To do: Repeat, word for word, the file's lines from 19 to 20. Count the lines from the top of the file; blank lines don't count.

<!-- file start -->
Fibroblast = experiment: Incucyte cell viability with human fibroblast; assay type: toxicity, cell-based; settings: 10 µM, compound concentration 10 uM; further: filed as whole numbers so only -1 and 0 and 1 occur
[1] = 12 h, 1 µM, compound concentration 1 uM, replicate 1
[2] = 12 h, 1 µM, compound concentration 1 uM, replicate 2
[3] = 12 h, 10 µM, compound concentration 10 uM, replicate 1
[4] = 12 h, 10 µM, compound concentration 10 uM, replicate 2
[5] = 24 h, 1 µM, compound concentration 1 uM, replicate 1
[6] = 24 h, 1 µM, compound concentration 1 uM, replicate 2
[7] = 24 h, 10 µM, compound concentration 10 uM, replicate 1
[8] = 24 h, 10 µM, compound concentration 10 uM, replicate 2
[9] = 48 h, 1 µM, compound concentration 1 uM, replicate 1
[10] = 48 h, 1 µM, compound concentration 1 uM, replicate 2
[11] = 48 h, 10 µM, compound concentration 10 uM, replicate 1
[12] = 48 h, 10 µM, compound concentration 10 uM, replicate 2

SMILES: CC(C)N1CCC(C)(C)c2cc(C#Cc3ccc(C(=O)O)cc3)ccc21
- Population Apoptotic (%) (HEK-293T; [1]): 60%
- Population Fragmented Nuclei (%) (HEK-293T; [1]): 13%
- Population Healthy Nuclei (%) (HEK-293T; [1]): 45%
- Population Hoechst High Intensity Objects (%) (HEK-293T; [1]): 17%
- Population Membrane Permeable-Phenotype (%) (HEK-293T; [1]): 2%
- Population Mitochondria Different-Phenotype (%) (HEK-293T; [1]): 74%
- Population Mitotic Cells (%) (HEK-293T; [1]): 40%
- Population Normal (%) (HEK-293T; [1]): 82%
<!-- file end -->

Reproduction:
- Population Membrane Permeable-Phenotype (%) (HEK-293T; [1]): 2%
- Population Mitochondria Different-Phenotype (%) (HEK-293T; [1]): 74%